Tuesday, July 10, 2007

France and Africa

(29 Jun) One aspect of Sarkozy's speech at Toulon which has generally been ignored is his grande vision of a second union,  alongside the EU,  one between European countries and the south of the Mediterranean,  with Africa beyond.  This according to somebody on Le Franc Parler,  4 June, with x, a spokesman on foreign policy for the UMP (*). Algeria has tremendous potential,  as does [the rest of] Africa.  We need to help them develop.  Otherwise,  we we will be faced by an enormous wave of migration that we will not be able to cope with.  Europe should work with Africa in the same way that North America has worked with South America or Japan has worked with the countries of its region.

We cannot ignore the genocides and civil wars in Africa.  We need to address its problems very seriously,  he says.  At the same time,  aid should be conditional on progress in democratisation and transparence.  So,  the choice of Bernard Kouchner as foreign minister is consistent.  He is known for championing the right to intervene,  for saying to people like Charles Taylor,  when you carry out genocide,  massacre your people,  you will be treated as an international criminal.

To which I add some comments of my own.  There is certainly growing chaos in a whole region of Africa,  from Sudan / Darfur to the former French colonies, Chad and the Central African Republic.  There was a report on C4 News on the latter (last Tuesday) and then an Amnesty report mentioned on the BBC WS.  The French still have a military presence in both countries.

On 11 Jun,  Kouchner was in Sudan,  and of course on 25 Jun President Sarkozy chaired a conference in Paris about Darfur - Condi Rice, China & the Arab League were there,  but not the AU. It looks like there will be a "hybrid force",  but not until next year.  We shall see.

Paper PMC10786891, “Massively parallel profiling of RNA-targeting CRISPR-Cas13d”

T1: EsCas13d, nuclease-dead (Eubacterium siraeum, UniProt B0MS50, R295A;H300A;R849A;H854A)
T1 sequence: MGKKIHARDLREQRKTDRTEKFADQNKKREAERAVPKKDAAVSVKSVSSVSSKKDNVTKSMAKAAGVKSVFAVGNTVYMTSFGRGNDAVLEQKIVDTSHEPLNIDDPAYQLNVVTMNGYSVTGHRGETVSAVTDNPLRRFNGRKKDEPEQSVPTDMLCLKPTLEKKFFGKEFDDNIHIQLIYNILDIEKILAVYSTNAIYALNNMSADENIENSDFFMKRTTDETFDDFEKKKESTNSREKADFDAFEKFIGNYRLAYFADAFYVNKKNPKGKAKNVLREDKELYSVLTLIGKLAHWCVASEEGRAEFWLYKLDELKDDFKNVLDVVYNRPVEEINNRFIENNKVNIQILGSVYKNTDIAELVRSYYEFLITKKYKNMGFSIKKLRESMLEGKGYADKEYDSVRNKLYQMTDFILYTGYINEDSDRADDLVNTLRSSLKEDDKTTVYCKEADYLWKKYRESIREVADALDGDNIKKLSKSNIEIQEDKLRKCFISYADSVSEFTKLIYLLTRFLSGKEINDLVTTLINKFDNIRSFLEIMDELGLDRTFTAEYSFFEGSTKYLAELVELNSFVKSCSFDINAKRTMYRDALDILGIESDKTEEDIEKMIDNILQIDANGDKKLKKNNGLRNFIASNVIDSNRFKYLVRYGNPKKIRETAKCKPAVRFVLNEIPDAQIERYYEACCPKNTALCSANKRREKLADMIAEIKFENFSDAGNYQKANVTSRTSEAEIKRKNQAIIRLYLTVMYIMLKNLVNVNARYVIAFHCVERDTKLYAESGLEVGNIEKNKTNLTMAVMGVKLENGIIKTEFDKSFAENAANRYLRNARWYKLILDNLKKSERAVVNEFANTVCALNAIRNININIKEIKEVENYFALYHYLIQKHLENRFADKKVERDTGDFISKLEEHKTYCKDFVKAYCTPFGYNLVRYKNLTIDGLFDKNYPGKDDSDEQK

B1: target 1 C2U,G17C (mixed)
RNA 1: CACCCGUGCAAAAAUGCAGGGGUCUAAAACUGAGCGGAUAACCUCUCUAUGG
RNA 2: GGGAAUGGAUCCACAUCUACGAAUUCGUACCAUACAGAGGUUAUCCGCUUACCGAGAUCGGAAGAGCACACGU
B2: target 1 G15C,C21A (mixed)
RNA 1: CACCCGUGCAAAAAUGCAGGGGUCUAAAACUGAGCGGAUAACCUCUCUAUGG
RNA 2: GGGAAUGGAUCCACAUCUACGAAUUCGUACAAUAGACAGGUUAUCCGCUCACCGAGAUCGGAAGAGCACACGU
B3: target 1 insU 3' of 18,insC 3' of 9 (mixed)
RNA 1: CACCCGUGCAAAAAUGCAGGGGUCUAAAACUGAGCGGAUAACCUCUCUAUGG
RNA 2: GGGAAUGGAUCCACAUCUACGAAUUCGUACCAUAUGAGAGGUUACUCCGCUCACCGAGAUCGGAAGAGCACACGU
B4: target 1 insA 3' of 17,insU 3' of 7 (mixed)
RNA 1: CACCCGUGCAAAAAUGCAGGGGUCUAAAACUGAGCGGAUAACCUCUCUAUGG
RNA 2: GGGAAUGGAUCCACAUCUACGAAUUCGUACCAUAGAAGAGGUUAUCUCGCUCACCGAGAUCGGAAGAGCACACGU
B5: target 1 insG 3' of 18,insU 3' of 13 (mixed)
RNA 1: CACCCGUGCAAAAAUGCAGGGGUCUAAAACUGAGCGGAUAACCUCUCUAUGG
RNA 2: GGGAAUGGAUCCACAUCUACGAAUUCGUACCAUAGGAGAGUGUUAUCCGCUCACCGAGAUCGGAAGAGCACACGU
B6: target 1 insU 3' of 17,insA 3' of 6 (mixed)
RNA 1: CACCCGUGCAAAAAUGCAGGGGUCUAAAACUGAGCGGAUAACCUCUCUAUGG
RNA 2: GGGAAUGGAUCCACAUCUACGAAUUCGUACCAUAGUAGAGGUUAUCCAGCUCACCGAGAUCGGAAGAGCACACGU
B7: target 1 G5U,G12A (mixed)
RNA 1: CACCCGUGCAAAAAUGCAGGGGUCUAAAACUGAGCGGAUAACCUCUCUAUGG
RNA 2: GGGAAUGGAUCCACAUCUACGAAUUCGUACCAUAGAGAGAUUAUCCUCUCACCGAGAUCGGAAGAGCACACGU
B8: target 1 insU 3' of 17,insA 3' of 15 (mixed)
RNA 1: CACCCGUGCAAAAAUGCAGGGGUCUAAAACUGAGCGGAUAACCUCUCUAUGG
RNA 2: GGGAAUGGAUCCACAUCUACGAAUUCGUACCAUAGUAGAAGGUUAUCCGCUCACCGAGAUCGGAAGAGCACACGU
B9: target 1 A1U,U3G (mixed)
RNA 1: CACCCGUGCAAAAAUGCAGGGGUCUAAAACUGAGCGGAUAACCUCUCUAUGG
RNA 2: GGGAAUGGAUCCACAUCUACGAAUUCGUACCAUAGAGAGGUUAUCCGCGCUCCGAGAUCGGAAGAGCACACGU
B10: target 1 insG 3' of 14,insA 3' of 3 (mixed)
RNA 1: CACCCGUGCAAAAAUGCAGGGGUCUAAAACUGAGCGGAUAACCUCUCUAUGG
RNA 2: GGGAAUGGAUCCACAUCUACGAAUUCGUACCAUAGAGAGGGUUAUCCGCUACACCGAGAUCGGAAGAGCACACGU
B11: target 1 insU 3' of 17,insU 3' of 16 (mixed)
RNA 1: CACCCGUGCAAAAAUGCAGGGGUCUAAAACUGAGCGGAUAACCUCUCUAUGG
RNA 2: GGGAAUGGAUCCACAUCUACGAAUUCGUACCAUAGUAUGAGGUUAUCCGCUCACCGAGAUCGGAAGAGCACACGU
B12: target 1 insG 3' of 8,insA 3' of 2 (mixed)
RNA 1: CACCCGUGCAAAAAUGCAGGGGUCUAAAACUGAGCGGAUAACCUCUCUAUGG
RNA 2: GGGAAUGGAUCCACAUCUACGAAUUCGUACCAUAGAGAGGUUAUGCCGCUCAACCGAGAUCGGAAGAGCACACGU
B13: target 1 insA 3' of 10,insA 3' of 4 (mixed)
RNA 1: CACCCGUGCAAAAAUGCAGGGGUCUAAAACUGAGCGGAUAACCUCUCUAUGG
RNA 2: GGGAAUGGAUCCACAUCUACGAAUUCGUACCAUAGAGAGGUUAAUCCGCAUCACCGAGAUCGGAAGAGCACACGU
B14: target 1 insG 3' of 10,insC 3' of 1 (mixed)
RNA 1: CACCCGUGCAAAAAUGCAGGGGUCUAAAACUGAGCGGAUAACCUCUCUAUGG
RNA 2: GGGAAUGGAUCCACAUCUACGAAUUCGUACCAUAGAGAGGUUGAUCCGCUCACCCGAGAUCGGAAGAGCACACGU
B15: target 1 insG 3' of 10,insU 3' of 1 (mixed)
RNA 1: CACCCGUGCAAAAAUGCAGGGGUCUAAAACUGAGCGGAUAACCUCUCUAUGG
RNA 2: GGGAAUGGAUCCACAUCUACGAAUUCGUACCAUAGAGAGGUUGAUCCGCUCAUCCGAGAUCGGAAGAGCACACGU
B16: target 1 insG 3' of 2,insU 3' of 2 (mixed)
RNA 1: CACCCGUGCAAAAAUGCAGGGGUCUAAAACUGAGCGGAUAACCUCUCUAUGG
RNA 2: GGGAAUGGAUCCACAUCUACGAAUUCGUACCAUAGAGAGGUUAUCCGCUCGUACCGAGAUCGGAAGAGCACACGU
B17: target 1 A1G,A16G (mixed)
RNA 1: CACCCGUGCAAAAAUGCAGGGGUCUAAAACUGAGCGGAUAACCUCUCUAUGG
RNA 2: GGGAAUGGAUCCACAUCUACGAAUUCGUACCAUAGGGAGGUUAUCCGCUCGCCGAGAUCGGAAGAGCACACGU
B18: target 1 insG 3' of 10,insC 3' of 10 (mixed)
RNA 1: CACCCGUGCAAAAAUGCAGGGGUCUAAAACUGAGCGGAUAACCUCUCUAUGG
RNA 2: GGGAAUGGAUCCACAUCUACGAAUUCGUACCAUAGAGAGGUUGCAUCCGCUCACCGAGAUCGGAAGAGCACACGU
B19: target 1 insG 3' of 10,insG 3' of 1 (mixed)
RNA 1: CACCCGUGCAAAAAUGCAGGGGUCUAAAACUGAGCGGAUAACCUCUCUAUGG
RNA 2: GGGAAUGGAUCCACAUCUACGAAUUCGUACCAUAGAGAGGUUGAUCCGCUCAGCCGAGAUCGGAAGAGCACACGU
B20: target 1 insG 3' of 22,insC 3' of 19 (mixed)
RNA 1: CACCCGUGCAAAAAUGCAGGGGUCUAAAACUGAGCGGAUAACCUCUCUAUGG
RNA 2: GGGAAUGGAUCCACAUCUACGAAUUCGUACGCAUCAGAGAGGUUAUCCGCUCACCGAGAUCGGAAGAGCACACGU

I have also one question on the general issue:  if bringing people who carry out genocide to justice is thought such a good idea in France,  why was there a near total opposition to the US-led intervention to remove Saddam Hussein?  Not just criticism of the many errors of the US administration after the war,  but a conviction that the intervention was inevitably,  necessarily, bound to fail.

This could be due partly to the French tradition of anti-Americanism,  in a wider sense an antipathy toward the "anglo-saxons",  which has largely transferred from being against Britain to being against the US nowadays.  It is worth, though,  noting one thing:  while George Bush is held in almost universal contempt,  Tony Blair is probably hated less in France than he is in Britain.

Denis MacShane suggested last year that there was a deal whereby France was won over to the German position (against the Iraq war) by Germany offering to support completely the French position opposing reform of the EU's Common Agricultural Policy in late 2002 (**).  MacShane,  of course,  was Europe Minister in the British government,  so he is not an entirely unbiased observer.

Nonetheless,  if Chirac could carry out such manoeuvrings without there being any substantial debate,  it suggests there is an almost complete consensus among opinion-formers in France,  such that Blair (or Brown) would envy.

One final thing:  the UMP man points out,  and I have heard this before from the French Right,  that Britain is the only country in Europe,  apart from France,  to have substantial spending on defence;  so any progress in European co-operation on defence will depend on Anglo-French initiatives.

Update (1 Jul):
* I missed the start and end of the programme.  Fortunately,  Radio France International's website has a good archives page for Le Franc Parler.  The guest on 04/06/2007 was Pierre Lellouche.  It is possible to listen again to the programme or to the one of 23 Apr,  say,  with Bernard Kouchner.

** Review of Gerhard Schröder's autobiography in the FT magazine,  2/3 Dec 2006.

Update (10 Jul):  Sarkozy is visiting Algeria and Tunisia.  As the BBC WS points out,  this is his first trip outside Europe since becoming president. 


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